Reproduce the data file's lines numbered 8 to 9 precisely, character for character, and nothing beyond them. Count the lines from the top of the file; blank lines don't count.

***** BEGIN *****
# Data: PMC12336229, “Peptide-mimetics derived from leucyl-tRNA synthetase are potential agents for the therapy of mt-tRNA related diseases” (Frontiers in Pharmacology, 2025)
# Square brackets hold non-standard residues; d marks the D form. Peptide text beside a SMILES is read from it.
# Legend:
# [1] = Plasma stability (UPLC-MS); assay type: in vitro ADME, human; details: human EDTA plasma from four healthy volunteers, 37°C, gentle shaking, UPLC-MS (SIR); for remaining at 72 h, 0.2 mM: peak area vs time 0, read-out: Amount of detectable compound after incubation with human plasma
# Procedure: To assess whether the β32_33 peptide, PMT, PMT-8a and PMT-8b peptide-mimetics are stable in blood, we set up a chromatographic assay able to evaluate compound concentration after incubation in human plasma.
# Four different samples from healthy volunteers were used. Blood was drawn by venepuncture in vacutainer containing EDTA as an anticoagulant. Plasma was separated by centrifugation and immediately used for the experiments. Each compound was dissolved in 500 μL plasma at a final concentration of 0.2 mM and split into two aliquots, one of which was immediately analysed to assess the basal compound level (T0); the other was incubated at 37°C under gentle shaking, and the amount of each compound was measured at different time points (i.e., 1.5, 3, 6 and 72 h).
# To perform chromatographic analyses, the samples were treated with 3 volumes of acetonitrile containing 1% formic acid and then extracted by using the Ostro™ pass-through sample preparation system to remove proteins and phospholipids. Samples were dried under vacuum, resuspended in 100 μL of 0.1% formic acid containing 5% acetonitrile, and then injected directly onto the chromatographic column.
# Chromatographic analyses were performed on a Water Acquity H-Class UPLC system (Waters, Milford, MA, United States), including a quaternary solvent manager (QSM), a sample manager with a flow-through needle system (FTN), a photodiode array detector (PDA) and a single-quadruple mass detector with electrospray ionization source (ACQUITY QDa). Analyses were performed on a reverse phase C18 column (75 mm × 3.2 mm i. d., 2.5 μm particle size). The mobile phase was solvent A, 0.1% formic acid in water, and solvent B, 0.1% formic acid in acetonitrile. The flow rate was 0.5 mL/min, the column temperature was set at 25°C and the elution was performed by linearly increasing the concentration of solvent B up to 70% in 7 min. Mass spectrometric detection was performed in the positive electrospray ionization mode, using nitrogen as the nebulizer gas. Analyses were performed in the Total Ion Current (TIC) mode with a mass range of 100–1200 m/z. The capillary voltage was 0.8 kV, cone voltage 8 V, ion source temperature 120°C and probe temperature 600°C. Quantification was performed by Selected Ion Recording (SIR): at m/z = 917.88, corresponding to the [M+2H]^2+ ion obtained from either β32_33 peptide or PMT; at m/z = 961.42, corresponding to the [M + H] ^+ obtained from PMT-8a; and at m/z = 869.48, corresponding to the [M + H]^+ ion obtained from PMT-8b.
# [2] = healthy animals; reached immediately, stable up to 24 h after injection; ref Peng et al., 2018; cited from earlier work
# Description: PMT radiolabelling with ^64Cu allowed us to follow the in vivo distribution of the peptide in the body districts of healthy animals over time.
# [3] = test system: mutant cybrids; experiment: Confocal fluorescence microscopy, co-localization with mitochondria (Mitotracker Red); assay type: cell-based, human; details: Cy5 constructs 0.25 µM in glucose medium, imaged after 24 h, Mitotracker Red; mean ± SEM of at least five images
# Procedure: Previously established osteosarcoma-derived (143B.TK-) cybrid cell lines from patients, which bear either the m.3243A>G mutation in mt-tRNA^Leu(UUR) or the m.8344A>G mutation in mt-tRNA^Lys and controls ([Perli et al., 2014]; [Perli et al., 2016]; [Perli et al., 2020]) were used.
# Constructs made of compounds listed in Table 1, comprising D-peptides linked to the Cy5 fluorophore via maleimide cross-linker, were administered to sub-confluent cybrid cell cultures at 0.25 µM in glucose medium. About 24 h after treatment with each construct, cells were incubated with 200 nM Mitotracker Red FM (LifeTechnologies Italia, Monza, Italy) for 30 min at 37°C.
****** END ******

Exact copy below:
# Chromatographic analyses were performed on a Water Acquity H-Class UPLC system (Waters, Milford, MA, United States), including a quaternary solvent manager (QSM), a sample manager with a flow-through needle system (FTN), a photodiode array detector (PDA) and a single-quadruple mass detector with electrospray ionization source (ACQUITY QDa). Analyses were performed on a reverse phase C18 column (75 mm × 3.2 mm i. d., 2.5 μm particle size). The mobile phase was solvent A, 0.1% formic acid in water, and solvent B, 0.1% formic acid in acetonitrile. The flow rate was 0.5 mL/min, the column temperature was set at 25°C and the elution was performed by linearly increasing the concentration of solvent B up to 70% in 7 min. Mass spectrometric detection was performed in the positive electrospray ionization mode, using nitrogen as the nebulizer gas. Analyses were performed in the Total Ion Current (TIC) mode with a mass range of 100–1200 m/z. The capillary voltage was 0.8 kV, cone voltage 8 V, ion source temperature 120°C and probe temperature 600°C. Quantification was performed by Selected Ion Recording (SIR): at m/z = 917.88, corresponding to the [M+2H]^2+ ion obtained from either β32_33 peptide or PMT; at m/z = 961.42, corresponding to the [M + H] ^+ obtained from PMT-8a; and at m/z = 869.48, corresponding to the [M + H]^+ ion obtained from PMT-8b.
# [2] = healthy animals; reached immediately, stable up to 24 h after injection; ref Peng et al., 2018; cited from earlier work